At the Tropical Spice Garden Cookery School Chef Judi, who teaches there regularly, gave a pre-Christmas cookery class for mums and kids. Cooking with children is always more challenging because you have to go at a slower pace and explain the processes as you go. But it’s really worthwhile because not only do your children develop manual dexterity, they learn how to cook – a skill that will stand them in good stead for the rest of their lives. You can also tell them about the spices that you use and that will teach them some history and geography!
Judi’s recipe for gingerbread stars uses two spices – ground ginger and allspice. Ginger came from Southern China originally but we have known it in the West since Roman times. It’s used as a medicine as well as a cooking ingredient. Allspice isn’t a mixture of all spices as the name might imply –it’s actually Jamaica pepper from the Caribbean and it got its name because English people thought it nicely combined the flavours of cinnamon, nutmeg, and cloves, which it does.
Prepare well ahead of time so that you have everything you will need to hand. If you find it difficult to get buttermilk or golden syrup, then recipes for both are also given which you could make in advance. Show your child how to measure the ingredients and weigh exactly the amount they will need. Although the recipe calls for a food processor, you could allow them to get the feel of mixing by hand first and then finish it in your processor. Make sure that there’s plenty of flour on the board and the rolling pin when it comes to rolling out the dough. Show them how to cut the star shapes out of dough and then gather up the left-overs, make another dough ball and roll that out so that’s there’s no waste.
Chef Judi wisely had a pot of mulled wine simmering gently in the background for the mums to sip while the kids wolfed down their newly made gingerbread stars. If you want to make the stars into presents, then make a hole near one of the star points wide enough for a ribbon before baking. Once they are cool, you can gently thread a red ribbon through the star and it becomes a Christmas decoration.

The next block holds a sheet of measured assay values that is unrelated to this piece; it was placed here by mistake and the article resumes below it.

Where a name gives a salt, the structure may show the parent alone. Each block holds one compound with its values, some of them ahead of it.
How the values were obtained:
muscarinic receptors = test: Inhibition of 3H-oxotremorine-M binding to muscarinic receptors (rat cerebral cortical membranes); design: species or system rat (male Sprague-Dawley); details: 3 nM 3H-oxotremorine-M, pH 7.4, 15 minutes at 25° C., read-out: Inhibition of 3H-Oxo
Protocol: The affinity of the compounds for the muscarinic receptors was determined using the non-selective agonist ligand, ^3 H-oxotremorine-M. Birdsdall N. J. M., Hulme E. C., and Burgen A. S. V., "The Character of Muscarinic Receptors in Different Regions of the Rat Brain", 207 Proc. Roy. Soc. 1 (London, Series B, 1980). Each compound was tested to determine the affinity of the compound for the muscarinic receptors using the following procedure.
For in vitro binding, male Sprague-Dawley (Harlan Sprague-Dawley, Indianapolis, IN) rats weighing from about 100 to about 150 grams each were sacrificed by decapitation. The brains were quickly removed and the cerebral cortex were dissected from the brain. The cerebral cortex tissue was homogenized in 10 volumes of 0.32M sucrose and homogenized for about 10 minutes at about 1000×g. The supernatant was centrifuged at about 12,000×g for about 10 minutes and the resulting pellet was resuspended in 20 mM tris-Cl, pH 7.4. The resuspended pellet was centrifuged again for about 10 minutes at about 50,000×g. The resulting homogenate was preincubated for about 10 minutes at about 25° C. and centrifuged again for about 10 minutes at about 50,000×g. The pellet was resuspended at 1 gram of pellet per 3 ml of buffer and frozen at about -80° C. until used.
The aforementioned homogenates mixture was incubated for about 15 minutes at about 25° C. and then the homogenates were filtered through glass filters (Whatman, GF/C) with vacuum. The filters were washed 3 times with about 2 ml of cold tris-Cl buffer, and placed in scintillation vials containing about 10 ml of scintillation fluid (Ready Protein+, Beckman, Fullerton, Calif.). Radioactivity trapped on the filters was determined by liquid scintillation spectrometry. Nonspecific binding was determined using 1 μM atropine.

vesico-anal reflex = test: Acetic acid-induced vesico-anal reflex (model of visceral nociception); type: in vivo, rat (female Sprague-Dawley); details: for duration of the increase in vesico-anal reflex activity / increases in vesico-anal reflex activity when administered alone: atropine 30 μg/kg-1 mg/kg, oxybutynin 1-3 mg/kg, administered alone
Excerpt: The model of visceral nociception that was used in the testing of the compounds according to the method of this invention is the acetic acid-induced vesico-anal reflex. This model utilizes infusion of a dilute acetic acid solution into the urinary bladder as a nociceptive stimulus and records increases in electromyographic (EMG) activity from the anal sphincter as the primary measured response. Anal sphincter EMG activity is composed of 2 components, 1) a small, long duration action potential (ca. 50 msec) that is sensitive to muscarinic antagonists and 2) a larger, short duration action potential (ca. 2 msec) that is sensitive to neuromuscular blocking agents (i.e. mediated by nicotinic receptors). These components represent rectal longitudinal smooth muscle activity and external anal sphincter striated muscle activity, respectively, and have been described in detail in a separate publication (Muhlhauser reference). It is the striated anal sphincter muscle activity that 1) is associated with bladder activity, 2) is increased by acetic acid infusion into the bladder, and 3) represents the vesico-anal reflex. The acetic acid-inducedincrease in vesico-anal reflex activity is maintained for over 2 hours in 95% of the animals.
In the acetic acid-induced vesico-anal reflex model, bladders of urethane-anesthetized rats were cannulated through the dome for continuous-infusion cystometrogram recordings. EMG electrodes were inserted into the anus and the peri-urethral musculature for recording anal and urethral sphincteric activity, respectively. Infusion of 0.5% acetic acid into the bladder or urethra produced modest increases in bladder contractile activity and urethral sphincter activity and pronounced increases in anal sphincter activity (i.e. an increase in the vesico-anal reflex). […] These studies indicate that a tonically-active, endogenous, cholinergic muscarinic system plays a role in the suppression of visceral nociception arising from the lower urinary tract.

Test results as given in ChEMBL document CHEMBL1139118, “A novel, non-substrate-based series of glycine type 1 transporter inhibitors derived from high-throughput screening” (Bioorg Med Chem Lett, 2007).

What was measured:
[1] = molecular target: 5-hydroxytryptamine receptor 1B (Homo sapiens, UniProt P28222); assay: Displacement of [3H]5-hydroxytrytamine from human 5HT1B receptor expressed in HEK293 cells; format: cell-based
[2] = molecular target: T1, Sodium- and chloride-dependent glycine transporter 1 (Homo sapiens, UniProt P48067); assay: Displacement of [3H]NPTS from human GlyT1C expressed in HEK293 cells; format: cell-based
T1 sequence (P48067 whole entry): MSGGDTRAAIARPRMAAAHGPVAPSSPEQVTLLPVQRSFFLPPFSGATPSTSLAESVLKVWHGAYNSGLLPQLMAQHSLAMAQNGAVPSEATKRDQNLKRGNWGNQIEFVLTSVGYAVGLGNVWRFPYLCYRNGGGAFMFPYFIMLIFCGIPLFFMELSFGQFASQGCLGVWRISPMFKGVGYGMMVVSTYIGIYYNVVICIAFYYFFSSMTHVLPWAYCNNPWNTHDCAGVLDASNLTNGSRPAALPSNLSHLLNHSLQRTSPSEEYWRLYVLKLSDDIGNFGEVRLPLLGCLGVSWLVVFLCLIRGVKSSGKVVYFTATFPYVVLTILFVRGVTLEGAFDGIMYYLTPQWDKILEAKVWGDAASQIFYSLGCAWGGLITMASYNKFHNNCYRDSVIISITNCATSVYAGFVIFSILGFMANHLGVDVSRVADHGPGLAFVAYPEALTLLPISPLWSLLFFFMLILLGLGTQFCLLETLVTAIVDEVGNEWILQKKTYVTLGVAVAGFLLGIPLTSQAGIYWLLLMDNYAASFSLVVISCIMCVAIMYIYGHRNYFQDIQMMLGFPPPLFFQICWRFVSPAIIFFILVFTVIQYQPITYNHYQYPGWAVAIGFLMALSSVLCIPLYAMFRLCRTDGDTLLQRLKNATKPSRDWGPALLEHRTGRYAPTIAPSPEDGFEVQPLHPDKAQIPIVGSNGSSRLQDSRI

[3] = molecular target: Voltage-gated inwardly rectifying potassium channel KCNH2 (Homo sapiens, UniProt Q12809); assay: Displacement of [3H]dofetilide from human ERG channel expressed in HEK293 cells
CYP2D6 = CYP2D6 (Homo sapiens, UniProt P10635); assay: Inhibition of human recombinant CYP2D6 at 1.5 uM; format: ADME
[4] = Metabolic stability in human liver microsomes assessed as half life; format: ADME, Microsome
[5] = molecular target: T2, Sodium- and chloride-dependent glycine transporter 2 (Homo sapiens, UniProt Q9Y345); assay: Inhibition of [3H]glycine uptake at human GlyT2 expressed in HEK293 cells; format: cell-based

Gingerbread Stars with Buttermilk Icing
110g unsalted butter (diced)
350g plain flour
1 tbsp ground ginger
1 tsp allspice
2 tsp baking powder
90g golden syrup
For the Buttermilk Icing
480g icing sugar
1 tsp lemon juice
Preheat the oven to 356C/180F. Combine the flour, butter, spices, baking powder, and a pinch of salt in a food processor to form fine breadcrumbs. Add the golden syrup and an egg to make a smooth, glossy dough. Wrap in cling film and refrigerate for an hour. Line a baking tray with baking paper. Roll out the gingerbread dough to about 4mm on a lightly floured baking paper. Transfer to baking tray and let rest in the refrigerator for 30 minutes and then cut into star shapes. Bake in the oven for 6-8 minutes until the edges start to darken.
Making the Icing
Combine all the buttermilk icing ingredients and mix until smooth. Spread the icing over the stars and transfer to a wire rack.
You can eat your gingerbread stars straight away or store them in an airtight container for up to a week.
Substitutes for hard-to-find items
Depending on where you live in the World, some ingredients are hard to find.
Take one litre of full fat milk and add a tablespoon of lemon juice. Mix thoroughly and allow to rest for 20 minutes.
For Golden Syrup
Combine two parts light corn syrup plus one part of molasses or just use honey (it will have a slightly different flavour). Or you could make your own:
Home-made Golden Syrup
200g sugar 50g water
1 kg sugar 600g boiling water 2 slices lemon
Pour 200g sugar and 50g water into a large saucepan. On medium heat, twirl the pot around and caramelise the sugar until a dark golden colour. Add the boiling water, the kilo of sugar and lemon slices. On low heat boil for 45 minutes until thick stirring very occasionally. Remove the lemon. Cool and pour into a sterilised jar.